This project studies the interactions between white grubs, host-plants and natural enemies in a soil system to develop and improve a control system for this and other soil pests.
In this project we will:
- Select for effective biocontrol means and optimise the application of these natural enemies.
- Select and test attractive and repellant plants in a lure&kill and push-pull system.
- Select entomopathogenic fungi that are effective and that can survive as root colonizers on luring plant roots.
- Select unpalatable plants that protect the crop from oviposition by adult beetles and at the same time repel the grubs from the roots.
Despite the presence/availability of several natural enemies to control pests in soil systems (entomopathogenic nematodes, fungi and predators), the overall control results are still variable and poor for most soil pests. Lack of knowledge about the existing interactions in soil is mostly due to this poor and variable control. Understanding these interactions may provide us with new tools for growers how and when to apply natural enemies in a more efficient way leading to higher and more reliable control of soil pests. For the white grub - plant roots - natural enemies interaction it is our goal to select for effective natural enemies and study the efficacy of these enemies in soil systems. The involvement of semiochemicals in attracting or repelling effects on white grubs and their effects on natural enemies in the soil is part of this study. Integrating aboveground attraction/repellence of the adult beetles to pheromone and plants as part of a system approach to control this pest insect is another goal.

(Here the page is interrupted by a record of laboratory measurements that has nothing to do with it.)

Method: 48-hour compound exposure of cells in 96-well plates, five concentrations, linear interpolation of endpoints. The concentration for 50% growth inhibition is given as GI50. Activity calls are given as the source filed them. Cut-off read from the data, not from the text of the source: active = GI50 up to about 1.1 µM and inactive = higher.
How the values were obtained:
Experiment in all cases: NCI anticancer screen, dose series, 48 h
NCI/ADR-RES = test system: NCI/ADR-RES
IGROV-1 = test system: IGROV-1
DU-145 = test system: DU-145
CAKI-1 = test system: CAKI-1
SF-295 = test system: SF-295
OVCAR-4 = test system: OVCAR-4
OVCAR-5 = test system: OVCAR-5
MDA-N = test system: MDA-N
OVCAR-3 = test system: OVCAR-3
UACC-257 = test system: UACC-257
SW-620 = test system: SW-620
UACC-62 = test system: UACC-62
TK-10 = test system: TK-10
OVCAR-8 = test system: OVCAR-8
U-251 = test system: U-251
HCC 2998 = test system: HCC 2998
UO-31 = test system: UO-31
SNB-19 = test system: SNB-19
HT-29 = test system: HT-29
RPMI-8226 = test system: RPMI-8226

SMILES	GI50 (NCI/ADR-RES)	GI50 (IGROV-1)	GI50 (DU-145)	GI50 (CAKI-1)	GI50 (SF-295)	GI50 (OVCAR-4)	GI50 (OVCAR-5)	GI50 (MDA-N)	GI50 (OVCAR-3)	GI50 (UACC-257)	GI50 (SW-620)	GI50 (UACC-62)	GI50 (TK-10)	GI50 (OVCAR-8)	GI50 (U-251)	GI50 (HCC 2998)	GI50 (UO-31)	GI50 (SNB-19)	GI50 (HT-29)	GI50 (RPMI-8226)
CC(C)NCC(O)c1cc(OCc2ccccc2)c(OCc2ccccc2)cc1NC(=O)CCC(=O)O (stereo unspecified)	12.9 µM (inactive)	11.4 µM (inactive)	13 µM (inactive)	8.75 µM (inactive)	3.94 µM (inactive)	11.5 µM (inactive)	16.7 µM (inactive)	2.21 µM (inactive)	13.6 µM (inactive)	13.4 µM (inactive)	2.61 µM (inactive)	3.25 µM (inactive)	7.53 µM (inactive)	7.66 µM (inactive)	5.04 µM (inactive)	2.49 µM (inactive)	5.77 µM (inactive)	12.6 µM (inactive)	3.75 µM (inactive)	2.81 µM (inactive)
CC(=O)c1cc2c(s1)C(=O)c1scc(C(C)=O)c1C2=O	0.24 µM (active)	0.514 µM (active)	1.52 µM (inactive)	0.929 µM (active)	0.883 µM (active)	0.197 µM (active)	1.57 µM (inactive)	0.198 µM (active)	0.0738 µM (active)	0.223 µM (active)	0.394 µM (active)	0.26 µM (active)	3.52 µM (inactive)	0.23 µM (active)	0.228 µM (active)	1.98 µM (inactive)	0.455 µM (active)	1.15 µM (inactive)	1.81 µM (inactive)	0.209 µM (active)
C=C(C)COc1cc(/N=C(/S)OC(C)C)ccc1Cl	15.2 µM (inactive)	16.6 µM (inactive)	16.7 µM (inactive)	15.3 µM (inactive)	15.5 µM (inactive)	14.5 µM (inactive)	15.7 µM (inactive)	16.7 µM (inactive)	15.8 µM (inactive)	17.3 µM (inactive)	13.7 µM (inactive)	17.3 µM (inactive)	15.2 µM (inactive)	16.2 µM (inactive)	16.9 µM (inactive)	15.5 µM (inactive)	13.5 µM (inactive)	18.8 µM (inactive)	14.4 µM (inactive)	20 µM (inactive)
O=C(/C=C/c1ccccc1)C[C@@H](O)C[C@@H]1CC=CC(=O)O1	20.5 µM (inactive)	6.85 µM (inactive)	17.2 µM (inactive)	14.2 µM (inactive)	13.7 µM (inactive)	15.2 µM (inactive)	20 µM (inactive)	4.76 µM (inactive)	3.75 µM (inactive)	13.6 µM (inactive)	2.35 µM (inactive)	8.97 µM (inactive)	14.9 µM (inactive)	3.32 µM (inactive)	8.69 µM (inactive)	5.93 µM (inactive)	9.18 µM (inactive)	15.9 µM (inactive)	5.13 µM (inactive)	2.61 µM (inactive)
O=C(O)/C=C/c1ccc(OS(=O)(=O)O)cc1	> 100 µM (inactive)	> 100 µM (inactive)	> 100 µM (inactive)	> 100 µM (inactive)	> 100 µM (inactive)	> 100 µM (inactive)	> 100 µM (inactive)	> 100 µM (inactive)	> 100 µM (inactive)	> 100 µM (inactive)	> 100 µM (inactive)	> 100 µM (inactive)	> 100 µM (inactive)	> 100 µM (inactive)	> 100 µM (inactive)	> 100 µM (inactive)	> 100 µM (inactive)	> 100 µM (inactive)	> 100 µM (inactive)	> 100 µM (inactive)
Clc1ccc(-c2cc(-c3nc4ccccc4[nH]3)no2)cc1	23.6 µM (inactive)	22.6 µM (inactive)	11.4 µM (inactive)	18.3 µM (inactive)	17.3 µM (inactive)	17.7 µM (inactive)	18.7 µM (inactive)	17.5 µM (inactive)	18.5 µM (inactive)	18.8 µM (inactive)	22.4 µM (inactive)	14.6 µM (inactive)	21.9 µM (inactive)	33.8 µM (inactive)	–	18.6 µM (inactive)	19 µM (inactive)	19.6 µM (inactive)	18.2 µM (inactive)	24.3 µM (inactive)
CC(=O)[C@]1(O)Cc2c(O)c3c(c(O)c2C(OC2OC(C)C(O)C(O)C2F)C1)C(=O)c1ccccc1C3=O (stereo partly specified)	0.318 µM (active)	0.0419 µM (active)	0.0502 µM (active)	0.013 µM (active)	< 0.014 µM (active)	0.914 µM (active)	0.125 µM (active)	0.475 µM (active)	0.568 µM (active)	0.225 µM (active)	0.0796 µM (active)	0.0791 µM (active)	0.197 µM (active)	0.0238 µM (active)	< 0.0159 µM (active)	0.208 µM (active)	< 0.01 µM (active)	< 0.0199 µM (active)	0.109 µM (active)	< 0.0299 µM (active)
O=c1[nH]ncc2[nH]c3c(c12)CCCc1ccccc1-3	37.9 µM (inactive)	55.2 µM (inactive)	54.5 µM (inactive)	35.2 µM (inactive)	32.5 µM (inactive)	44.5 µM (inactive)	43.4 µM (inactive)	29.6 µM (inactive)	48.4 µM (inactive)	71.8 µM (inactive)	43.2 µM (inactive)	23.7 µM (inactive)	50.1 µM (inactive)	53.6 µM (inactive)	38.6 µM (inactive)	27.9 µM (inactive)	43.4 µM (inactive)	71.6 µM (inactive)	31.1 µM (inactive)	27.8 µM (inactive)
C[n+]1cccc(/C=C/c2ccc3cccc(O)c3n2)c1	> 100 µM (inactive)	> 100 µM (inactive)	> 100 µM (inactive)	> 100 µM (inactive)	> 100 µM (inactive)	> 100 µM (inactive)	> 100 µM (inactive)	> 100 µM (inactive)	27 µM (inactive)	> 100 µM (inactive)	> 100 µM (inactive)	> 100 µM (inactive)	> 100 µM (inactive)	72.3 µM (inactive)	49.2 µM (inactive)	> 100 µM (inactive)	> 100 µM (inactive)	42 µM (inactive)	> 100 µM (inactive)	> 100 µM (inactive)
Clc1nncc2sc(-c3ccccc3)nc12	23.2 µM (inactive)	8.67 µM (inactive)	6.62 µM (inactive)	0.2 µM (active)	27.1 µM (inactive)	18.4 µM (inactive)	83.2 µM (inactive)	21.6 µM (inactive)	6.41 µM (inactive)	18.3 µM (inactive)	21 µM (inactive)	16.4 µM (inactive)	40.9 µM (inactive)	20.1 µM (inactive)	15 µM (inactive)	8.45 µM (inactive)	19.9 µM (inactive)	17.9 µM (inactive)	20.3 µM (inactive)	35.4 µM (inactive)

In this project, the cockchafer Melolontha melolontha is the model organism for development of novel control strategies of soil pests in general and this beetle specifically. The new principles of control developed in this project will lead to new approaches of control for many other important soil pest insects.
The results and products in this project specifically are:
- Effective biocontrol products and optimised application techniques of existing and new natural enemies.
- Attractive and repellant plants applied in a lure&kill and push-pull system that protects the crop from damage.
- Root-colonizing entomopathogenic fungi that are effective against the grubs and can survive on the roots for prolonged periods protecting the trees from damage.
- Unpalatable plants that prevent oviposition of the adult beetles (aboveground repellence) and repel the grubs from the roots at the same time. These plants prevent new infections and clear it from existing infections with grubs.